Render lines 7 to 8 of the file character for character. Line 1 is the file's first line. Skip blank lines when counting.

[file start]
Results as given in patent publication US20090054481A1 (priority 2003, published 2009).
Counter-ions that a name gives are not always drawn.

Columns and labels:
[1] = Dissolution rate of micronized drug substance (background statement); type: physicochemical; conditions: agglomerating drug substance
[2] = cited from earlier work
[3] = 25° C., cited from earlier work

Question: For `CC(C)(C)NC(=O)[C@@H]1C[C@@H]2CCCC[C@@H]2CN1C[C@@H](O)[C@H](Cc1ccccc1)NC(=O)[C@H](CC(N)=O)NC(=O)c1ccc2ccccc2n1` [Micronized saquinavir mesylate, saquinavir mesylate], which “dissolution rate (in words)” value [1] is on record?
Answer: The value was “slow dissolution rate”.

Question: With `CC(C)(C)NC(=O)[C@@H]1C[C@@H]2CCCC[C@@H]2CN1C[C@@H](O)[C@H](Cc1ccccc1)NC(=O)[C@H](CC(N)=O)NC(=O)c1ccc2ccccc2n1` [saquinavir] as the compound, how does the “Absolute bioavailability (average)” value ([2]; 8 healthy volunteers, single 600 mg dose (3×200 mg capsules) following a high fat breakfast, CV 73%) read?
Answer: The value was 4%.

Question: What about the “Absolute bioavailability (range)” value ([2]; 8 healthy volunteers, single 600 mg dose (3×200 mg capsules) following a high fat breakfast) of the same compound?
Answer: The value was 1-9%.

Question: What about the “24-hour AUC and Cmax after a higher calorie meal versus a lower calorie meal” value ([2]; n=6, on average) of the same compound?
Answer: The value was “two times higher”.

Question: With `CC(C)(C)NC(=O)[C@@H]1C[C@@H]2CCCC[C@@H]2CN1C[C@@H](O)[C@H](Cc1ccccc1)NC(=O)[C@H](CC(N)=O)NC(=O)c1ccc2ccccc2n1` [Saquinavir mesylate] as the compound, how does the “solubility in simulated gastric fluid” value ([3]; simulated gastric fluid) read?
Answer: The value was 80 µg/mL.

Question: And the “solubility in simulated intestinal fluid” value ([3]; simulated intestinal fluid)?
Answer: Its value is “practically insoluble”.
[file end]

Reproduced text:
Question: For `CC(C)(C)NC(=O)[C@@H]1C[C@@H]2CCCC[C@@H]2CN1C[C@@H](O)[C@H](Cc1ccccc1)NC(=O)[C@H](CC(N)=O)NC(=O)c1ccc2ccccc2n1` [Micronized saquinavir mesylate, saquinavir mesylate], which “dissolution rate (in words)” value [1] is on record?
Answer: The value was “slow dissolution rate”.